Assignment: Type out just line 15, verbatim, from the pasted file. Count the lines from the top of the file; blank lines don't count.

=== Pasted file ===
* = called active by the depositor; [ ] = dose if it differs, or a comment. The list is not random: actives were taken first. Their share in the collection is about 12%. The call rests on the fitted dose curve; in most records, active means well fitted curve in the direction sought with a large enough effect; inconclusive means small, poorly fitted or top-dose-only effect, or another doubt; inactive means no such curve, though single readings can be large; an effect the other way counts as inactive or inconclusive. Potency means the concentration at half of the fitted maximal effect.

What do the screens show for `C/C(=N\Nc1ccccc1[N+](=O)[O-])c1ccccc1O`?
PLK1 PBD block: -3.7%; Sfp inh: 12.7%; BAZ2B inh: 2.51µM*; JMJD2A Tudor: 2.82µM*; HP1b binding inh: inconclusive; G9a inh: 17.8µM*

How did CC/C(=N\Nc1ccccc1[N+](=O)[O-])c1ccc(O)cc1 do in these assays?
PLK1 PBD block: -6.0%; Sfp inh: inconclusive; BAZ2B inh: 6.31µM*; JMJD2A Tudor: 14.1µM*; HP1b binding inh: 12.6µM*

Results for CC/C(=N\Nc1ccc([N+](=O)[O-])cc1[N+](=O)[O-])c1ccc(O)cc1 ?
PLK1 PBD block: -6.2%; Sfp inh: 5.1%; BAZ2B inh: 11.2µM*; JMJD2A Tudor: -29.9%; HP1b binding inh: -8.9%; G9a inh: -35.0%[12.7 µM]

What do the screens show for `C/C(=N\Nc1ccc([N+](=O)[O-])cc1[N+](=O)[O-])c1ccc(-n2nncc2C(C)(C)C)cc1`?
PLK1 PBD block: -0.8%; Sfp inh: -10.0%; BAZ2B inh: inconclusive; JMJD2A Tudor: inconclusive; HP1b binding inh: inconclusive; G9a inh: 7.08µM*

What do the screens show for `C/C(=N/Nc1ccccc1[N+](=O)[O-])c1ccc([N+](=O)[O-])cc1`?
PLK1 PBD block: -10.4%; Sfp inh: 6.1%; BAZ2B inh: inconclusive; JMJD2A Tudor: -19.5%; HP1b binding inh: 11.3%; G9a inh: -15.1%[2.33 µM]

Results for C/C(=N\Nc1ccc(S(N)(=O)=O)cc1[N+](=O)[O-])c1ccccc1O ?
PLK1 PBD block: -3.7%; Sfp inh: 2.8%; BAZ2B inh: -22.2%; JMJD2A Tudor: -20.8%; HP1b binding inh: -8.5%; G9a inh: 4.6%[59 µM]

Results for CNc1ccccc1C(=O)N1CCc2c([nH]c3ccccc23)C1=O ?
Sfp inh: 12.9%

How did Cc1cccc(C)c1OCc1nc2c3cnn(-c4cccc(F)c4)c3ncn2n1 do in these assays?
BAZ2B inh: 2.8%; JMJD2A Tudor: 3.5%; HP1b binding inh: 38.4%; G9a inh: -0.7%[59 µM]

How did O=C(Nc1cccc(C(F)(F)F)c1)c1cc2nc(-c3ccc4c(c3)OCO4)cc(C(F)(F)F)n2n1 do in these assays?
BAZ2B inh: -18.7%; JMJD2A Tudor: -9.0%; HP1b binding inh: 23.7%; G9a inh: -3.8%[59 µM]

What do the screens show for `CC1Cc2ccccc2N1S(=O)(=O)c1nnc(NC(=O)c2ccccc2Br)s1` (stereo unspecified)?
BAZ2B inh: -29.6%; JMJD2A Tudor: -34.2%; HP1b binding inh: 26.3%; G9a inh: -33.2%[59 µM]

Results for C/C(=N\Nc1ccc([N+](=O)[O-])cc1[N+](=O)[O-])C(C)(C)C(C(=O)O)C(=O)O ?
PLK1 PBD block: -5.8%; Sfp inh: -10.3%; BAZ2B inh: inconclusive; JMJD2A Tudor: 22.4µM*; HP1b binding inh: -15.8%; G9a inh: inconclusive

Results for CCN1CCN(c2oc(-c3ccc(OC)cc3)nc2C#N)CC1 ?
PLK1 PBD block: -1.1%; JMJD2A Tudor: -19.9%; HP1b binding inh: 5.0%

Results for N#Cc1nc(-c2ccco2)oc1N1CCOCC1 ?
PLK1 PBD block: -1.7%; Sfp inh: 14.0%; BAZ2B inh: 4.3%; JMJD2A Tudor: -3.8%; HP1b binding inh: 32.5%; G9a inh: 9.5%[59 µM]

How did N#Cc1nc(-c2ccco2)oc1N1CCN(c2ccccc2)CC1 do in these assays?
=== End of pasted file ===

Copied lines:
Sfp inh: 12.9%